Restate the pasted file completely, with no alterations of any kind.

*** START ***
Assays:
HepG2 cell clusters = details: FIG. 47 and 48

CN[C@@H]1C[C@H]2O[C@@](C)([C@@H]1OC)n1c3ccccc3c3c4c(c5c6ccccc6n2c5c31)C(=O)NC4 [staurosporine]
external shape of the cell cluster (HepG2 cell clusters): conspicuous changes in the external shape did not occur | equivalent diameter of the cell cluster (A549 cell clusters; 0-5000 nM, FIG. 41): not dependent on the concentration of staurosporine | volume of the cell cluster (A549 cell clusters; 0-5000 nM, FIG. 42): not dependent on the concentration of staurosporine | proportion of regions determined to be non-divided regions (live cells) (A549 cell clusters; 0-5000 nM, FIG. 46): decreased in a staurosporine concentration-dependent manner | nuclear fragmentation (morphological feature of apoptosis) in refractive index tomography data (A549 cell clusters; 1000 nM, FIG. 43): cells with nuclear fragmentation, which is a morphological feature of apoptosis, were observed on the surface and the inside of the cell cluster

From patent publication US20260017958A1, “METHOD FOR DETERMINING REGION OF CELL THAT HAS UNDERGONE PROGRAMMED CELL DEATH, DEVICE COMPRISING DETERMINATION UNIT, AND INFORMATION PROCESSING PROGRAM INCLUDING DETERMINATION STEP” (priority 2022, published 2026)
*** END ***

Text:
Assays:
HepG2 cell clusters = details: FIG. 47 and 48

CN[C@@H]1C[C@H]2O[C@@](C)([C@@H]1OC)n1c3ccccc3c3c4c(c5c6ccccc6n2c5c31)C(=O)NC4 [staurosporine]
external shape of the cell cluster (HepG2 cell clusters): conspicuous changes in the external shape did not occur | equivalent diameter of the cell cluster (A549 cell clusters; 0-5000 nM, FIG. 41): not dependent on the concentration of staurosporine | volume of the cell cluster (A549 cell clusters; 0-5000 nM, FIG. 42): not dependent on the concentration of staurosporine | proportion of regions determined to be non-divided regions (live cells) (A549 cell clusters; 0-5000 nM, FIG. 46): decreased in a staurosporine concentration-dependent manner | nuclear fragmentation (morphological feature of apoptosis) in refractive index tomography data (A549 cell clusters; 1000 nM, FIG. 43): cells with nuclear fragmentation, which is a morphological feature of apoptosis, were observed on the surface and the inside of the cell cluster

From patent publication US20260017958A1, “METHOD FOR DETERMINING REGION OF CELL THAT HAS UNDERGONE PROGRAMMED CELL DEATH, DEVICE COMPRISING DETERMINATION UNIT, AND INFORMATION PROCESSING PROGRAM INCLUDING DETERMINATION STEP” (priority 2022, published 2026)